Format

Send to

Choose Destination
Ups J Med Sci. 2013 Mar;118(1):59-61. doi: 10.3109/03009734.2012.704433. Epub 2012 Jul 16.

Guidance for a personal target value of F(E)NO in allergic asthma: case report and theoretical example.

Author information

1
Respiratory Medicine and Allergology, Department of Medical Sciences, Uppsala University, Uppsala, Sweden. marieann.hogman@lg.se

Abstract

In clinically stable asthma the exhaled NO values (F(E)NO) are generally higher than in control subjects. Therefore, reference values are of limited importance in clinical practice. This is demonstrated in this case report, but it is also shown that NO parameters from non-linear modelling do have a clinical value. A subject with asthma was treated with inhaled corticosteroids for 1 week. The non-linear NO model was used to measure the response to treatment. The NO parameters from subjects with atopic rhinitis and asthma were fed into a computer program to generate theoretical F(E)NO₀.₀₅ values, i.e. target values. There was a dramatic decrease in F(E)NO₀.₀₅ due to treatment, from 82 to 34 ppb, but it remained higher than in healthy controls. This is due to the elevated diffusion rate of NO, unchanged by treatment. When the NO parameters are known, a personal best value of F(E)NO₀.₀₅ (fractional concentration of exhaled NO in the gas phase, 0.05 L/s) can be calculated, which can be the target value when only F(E)NO₀.₀₅ can be monitored. In conclusion, reference values for NO parameters are shown to be clinically useful. It is essential that every patient receives his/her target value of F(E)NO₀.₀₅, when only a single NO measurement is available. In our opinion, this is the reason why there are few successful studies of trying to target the NO value with inhaled corticosteroids.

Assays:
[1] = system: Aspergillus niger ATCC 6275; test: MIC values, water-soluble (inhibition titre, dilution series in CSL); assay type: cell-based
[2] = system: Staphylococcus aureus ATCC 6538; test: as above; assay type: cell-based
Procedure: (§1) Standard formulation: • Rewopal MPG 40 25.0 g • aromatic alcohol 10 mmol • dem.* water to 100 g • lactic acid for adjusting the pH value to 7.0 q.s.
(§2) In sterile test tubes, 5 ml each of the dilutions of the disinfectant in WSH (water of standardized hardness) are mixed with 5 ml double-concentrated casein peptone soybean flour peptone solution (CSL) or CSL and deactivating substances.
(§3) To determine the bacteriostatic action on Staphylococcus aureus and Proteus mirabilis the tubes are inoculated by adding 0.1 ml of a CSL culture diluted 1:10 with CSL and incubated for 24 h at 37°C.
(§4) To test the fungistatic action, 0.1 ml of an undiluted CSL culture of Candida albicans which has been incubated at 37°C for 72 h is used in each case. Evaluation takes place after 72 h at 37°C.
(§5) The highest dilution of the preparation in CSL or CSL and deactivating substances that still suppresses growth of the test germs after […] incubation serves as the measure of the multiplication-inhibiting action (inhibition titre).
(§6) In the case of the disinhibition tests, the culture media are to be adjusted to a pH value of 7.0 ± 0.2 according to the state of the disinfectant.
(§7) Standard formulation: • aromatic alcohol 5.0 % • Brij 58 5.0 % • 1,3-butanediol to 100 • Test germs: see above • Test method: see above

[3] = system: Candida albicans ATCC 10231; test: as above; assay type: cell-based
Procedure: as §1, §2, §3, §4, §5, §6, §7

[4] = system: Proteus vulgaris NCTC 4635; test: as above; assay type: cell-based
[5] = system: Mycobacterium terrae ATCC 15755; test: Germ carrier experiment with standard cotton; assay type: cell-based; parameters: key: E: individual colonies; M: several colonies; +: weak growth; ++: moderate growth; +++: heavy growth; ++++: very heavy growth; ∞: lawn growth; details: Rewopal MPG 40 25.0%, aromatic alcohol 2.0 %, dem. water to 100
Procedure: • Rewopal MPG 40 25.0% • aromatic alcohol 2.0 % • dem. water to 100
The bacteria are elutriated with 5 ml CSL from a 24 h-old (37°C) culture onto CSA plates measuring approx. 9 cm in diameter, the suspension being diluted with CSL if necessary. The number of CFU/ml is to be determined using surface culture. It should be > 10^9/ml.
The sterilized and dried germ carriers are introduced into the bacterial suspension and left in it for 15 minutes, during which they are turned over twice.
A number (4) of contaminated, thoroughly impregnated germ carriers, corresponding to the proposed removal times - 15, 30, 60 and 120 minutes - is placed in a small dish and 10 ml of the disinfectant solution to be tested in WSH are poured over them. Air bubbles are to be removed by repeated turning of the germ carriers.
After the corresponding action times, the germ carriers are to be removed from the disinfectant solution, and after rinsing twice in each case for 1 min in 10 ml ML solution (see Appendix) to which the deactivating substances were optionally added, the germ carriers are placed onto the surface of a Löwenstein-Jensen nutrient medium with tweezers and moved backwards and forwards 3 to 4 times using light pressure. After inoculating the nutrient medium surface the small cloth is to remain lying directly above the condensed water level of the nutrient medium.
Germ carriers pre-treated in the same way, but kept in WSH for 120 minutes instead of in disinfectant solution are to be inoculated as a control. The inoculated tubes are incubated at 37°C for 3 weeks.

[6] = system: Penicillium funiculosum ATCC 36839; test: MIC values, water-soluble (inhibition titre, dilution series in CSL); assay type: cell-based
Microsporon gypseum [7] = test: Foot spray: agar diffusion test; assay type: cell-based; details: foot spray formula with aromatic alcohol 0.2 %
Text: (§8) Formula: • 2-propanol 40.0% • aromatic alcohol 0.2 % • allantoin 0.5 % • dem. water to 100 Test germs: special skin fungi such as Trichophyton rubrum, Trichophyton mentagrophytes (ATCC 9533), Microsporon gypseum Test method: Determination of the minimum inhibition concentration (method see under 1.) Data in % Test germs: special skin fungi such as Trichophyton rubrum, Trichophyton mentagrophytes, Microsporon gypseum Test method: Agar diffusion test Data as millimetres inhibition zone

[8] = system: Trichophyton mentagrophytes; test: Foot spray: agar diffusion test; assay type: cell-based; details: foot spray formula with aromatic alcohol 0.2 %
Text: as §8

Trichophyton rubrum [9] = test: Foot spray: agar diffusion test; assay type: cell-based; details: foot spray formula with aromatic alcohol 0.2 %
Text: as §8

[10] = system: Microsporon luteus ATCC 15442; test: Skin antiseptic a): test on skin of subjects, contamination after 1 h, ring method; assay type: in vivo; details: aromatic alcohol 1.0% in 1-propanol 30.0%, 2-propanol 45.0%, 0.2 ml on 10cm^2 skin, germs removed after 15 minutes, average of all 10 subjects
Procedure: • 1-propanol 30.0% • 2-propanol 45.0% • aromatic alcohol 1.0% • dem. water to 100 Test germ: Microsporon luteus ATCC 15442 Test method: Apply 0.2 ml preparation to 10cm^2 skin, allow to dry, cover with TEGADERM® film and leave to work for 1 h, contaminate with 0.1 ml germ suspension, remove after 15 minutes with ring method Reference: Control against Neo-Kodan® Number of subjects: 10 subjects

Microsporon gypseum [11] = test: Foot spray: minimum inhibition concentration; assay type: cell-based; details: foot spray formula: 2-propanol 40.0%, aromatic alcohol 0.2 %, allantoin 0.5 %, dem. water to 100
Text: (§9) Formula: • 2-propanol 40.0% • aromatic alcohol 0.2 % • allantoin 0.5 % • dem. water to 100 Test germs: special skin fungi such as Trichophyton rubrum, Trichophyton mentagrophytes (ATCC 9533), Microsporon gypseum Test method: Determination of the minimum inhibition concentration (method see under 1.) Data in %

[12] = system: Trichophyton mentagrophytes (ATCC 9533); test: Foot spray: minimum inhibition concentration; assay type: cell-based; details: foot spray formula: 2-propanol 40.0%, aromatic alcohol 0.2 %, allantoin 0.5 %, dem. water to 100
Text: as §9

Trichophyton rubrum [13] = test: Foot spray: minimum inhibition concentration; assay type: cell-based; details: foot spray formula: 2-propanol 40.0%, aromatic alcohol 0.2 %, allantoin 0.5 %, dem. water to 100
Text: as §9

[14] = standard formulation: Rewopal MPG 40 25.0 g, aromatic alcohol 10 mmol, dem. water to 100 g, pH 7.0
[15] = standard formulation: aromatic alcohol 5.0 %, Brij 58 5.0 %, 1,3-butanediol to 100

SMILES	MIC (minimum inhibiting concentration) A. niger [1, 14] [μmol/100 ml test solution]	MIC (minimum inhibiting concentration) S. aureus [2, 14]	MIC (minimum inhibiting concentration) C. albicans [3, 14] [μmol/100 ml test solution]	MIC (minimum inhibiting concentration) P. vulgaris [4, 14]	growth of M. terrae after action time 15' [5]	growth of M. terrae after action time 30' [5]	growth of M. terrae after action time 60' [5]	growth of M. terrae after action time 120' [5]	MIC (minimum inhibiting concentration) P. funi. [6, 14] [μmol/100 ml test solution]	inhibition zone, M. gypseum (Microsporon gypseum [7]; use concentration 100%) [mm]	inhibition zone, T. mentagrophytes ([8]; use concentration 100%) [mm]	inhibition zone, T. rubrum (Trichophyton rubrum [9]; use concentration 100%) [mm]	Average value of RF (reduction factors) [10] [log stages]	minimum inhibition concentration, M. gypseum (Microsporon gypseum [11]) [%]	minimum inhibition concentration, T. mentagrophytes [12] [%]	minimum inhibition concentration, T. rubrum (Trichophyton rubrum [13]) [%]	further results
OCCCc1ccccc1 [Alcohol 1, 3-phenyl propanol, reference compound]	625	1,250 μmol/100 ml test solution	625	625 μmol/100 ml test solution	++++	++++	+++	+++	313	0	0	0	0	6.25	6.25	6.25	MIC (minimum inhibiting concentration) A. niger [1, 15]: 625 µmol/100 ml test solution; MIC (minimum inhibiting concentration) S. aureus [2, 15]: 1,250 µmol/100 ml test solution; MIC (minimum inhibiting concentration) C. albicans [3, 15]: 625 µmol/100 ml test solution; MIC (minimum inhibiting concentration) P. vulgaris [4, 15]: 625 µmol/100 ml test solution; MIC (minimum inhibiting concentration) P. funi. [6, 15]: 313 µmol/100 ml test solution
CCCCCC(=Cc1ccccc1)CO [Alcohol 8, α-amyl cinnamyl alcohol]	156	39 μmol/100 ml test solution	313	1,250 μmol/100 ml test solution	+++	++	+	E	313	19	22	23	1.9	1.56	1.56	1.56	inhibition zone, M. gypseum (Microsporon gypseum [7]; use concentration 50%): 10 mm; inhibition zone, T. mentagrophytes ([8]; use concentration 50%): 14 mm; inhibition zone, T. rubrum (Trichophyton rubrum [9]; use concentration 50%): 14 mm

PMID:
22793785
PMCID:
PMC3572674
DOI:
10.3109/03009734.2012.704433
[Indexed for MEDLINE]
Free PMC Article

Supplemental Content

Full text links

Icon for Taylor & Francis Icon for PubMed Central
Loading ...
Support Center